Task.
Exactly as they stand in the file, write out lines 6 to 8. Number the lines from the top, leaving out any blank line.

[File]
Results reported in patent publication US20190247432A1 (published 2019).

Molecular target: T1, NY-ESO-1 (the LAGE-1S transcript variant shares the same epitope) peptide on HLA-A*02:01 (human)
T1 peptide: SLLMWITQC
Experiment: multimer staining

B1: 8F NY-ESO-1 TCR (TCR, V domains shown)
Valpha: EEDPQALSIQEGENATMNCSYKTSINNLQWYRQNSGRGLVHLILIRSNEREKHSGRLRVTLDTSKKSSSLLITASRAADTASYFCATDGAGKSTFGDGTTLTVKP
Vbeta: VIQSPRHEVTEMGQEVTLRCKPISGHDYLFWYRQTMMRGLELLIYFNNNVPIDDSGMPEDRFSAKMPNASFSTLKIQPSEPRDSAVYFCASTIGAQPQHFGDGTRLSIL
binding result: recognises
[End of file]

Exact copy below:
Valpha: EEDPQALSIQEGENATMNCSYKTSINNLQWYRQNSGRGLVHLILIRSNEREKHSGRLRVTLDTSKKSSSLLITASRAADTASYFCATDGAGKSTFGDGTTLTVKP
Vbeta: VIQSPRHEVTEMGQEVTLRCKPISGHDYLFWYRQTMMRGLELLIYFNNNVPIDDSGMPEDRFSAKMPNASFSTLKIQPSEPRDSAVYFCASTIGAQPQHFGDGTRLSIL
binding result: recognises